“If we were to be involved in an accident or were taken ill, the people attending us would have our mobile phone but wouldn’t know who to call. Yes, there are hundreds of numbers stored but which one is the contact person in case of an emergency? Hence this ‘ICE’ (In Case of Emergency) Campaign

“The concept of ‘ICE’ is catching on quickly. It is a method of contact during emergency situations. As cell(mobile) phones are carried by the majority of the population, all you need to do is store the number of a contact person or persons who should be contacted during emergency under the name ‘ICE’ ( In Case Of Emergency).

“The idea was thought up by a paramedic who found that when he went to the scenes of accidents, there were always mobile phones with patients, but they didn’t know which number to call. He therefore thought that it would be a good idea if there was a nationally recognized name for this purpose. In an emergency situation, Emergency Service personnel and hospital Staff would be able to quickly contact the right person by simply dialing the number you have stored as ‘ICE.’

“For more than one contact name simply enter ICE1, ICE2 and ICE3 etc. A great idea that will make a difference!

“Let’s spread the concept of ICE by storing an ICE number in our Mobile phones today!

“Please forward this. It won’t take too many ‘forwards’ before everybody will know about this . It really could save your life or the life of a loved one. Make sure all children have this on their cell phones . ICE will speak for you when you are not able to.

So, that’s the message being circulated via email at Linda’s hospital. One possibility might be to circulate this article among cryonicists with the suggestion that they send a copy to their local medical organizations, inquiring if this practice has been adopted in their areas and recommending that if this not the case, it might be a good idea. This would accomplish two things:

1.   It would increase the rapidity of the spread of this practice, in general and…

2. It would make the medical community, in general, even more aware of the fact that an increasing number of persons have arrangements for cryonic suspension; and that prompt notification of their organizations, even in cases that are not immediately life-threatening, is helpful as part of the tracking of health status that these organizations maintain.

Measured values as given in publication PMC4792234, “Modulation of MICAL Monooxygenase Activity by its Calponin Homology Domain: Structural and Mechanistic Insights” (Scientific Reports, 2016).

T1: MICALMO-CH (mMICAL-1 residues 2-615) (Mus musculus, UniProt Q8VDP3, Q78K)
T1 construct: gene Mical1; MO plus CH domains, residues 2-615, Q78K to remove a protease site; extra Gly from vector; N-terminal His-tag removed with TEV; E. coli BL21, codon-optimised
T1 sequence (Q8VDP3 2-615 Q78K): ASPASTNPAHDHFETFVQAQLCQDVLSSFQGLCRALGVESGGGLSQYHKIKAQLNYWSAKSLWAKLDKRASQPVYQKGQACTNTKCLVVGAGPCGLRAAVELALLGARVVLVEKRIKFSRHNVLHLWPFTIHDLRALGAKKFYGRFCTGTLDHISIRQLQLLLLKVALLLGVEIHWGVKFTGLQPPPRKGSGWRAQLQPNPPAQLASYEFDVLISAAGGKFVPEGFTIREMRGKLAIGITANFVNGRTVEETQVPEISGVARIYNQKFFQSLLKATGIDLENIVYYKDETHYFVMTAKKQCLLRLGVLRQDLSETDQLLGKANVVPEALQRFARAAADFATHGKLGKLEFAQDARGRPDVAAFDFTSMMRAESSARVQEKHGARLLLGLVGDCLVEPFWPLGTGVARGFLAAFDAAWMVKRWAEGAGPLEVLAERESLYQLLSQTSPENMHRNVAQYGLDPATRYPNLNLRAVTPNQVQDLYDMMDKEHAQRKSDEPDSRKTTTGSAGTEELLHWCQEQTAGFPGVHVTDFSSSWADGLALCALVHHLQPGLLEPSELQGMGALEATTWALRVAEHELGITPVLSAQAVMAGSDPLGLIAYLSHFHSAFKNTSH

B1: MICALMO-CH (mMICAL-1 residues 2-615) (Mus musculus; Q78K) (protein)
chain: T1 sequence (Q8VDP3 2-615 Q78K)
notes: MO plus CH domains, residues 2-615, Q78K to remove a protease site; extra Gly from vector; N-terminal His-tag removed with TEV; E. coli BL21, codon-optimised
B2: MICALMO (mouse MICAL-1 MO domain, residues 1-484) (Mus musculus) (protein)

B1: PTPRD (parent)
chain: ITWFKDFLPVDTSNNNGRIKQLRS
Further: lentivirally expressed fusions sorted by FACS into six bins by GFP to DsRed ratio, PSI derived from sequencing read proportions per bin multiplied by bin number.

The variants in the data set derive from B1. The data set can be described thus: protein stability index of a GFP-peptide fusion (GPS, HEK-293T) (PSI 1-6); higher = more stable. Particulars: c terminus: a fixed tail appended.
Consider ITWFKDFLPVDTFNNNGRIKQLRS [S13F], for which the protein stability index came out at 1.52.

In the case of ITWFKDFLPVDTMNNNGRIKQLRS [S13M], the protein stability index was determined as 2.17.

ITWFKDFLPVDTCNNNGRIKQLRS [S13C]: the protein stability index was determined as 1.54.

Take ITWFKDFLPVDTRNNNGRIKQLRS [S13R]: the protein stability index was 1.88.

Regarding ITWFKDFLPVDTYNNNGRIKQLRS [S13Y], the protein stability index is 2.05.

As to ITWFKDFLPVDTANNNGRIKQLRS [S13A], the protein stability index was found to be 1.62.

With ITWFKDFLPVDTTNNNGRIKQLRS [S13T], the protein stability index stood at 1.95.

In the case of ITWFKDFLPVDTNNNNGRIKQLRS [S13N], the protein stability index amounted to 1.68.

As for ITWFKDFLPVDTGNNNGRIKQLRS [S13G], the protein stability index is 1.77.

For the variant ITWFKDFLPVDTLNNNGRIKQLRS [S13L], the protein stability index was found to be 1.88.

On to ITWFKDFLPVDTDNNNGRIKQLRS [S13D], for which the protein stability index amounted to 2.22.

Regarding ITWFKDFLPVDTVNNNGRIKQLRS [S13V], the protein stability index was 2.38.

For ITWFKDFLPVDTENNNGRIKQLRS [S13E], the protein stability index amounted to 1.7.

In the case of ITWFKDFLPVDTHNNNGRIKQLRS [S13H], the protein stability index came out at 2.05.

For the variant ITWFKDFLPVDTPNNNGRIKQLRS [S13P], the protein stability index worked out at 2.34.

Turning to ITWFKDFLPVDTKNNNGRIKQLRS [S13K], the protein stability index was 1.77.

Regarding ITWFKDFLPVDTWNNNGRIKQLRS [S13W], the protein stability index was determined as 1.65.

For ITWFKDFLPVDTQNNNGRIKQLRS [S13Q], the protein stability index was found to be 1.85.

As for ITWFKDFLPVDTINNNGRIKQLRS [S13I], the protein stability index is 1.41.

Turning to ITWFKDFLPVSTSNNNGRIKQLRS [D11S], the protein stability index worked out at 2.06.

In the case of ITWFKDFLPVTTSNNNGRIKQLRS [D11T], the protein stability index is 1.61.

Cryonics sets example for emergency medicine

One of the most neglected aspects of cryonics is that its procedures, and the research to support them, can have important practical applications in mainstream fields such as organ preservation and emergency medicine. Contrary to popular opinion, cryonics does not just involve an optimistic extrapolation of existing science but can set the standard for these disciplines. As a matter of fact, that is exactly what cryonics, and cryonics associated research, has been doing over the last 25 years.

The most striking example is the progress in vitrification as an alternative for conventional cryopreservation. Although the idea of eliminating ice formation at low subzero temperatures has been discussed since the beginning of cryobiology, vitrification as a serious research agenda was largely driven by the demand for ice-free preservation of the human brain. Over the last decades this research has culminated in the development of the least toxic vitrification agent to date, 21st Century Medicine’s M22.

The contributions of cryonics to mainstream science and medical practice are not confined to cryobiology. Researchers Jerry Leaf and Mike Darwin made impressive progress in the formulation of bloodless whole body organ preservation solutions to resuscitate dogs from ultraprofound hypothermic temperatures, an intervention that is increasingly being recognized as essential to stabilize trauma victims. In the mid 1990s, Mike Darwin and Steve Harris conceived and developed the idea of using liquid breathing with perfluorocarbons as a method to induce rapid hypothermia. They further validated a multi-modal medications protocol to resuscitate dogs from up to 17 minutes of normothermic cardiac arrest without neurological damage.